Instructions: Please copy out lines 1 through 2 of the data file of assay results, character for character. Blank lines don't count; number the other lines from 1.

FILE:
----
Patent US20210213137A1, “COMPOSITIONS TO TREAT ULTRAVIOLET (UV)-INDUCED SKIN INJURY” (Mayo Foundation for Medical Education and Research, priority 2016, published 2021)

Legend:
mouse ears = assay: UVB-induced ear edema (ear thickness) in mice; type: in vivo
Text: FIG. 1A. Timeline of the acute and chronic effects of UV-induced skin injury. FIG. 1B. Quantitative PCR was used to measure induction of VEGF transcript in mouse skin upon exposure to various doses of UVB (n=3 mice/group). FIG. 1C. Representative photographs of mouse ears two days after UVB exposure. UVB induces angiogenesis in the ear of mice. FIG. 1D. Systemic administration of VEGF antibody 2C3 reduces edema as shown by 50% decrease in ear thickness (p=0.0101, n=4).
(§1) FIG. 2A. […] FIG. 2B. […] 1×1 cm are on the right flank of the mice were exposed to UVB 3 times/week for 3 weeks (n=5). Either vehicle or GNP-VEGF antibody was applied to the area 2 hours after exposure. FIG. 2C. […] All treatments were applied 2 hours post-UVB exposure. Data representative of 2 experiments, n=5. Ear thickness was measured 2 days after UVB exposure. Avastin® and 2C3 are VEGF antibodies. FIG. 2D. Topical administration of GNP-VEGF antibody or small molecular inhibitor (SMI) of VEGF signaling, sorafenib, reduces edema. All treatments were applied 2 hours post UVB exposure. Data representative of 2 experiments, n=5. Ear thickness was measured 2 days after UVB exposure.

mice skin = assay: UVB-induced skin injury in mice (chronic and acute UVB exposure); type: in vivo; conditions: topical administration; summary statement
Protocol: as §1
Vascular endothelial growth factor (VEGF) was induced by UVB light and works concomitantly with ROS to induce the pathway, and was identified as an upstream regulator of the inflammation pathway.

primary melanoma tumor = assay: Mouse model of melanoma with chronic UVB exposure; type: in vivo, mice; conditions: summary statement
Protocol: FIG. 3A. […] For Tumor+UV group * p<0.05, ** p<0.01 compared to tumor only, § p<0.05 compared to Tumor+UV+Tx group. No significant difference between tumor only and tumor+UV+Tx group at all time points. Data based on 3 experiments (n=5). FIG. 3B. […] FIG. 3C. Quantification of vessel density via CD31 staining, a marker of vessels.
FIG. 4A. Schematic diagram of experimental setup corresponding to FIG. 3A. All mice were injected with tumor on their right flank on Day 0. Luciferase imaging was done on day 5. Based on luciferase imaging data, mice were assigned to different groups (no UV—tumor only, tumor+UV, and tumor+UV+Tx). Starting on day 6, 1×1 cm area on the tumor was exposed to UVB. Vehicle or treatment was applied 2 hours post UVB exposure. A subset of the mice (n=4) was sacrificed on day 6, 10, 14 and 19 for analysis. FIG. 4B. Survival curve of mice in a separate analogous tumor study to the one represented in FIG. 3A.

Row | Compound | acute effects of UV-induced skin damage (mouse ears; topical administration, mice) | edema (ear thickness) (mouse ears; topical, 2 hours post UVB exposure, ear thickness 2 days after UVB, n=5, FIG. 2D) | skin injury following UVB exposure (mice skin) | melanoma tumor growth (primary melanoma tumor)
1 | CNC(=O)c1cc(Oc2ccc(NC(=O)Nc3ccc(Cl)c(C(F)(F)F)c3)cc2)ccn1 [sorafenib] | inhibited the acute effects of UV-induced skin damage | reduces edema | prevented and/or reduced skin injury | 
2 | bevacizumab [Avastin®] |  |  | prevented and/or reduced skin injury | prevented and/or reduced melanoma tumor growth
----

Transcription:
Patent US20210213137A1, “COMPOSITIONS TO TREAT ULTRAVIOLET (UV)-INDUCED SKIN INJURY” (Mayo Foundation for Medical Education and Research, priority 2016, published 2021)

Legend: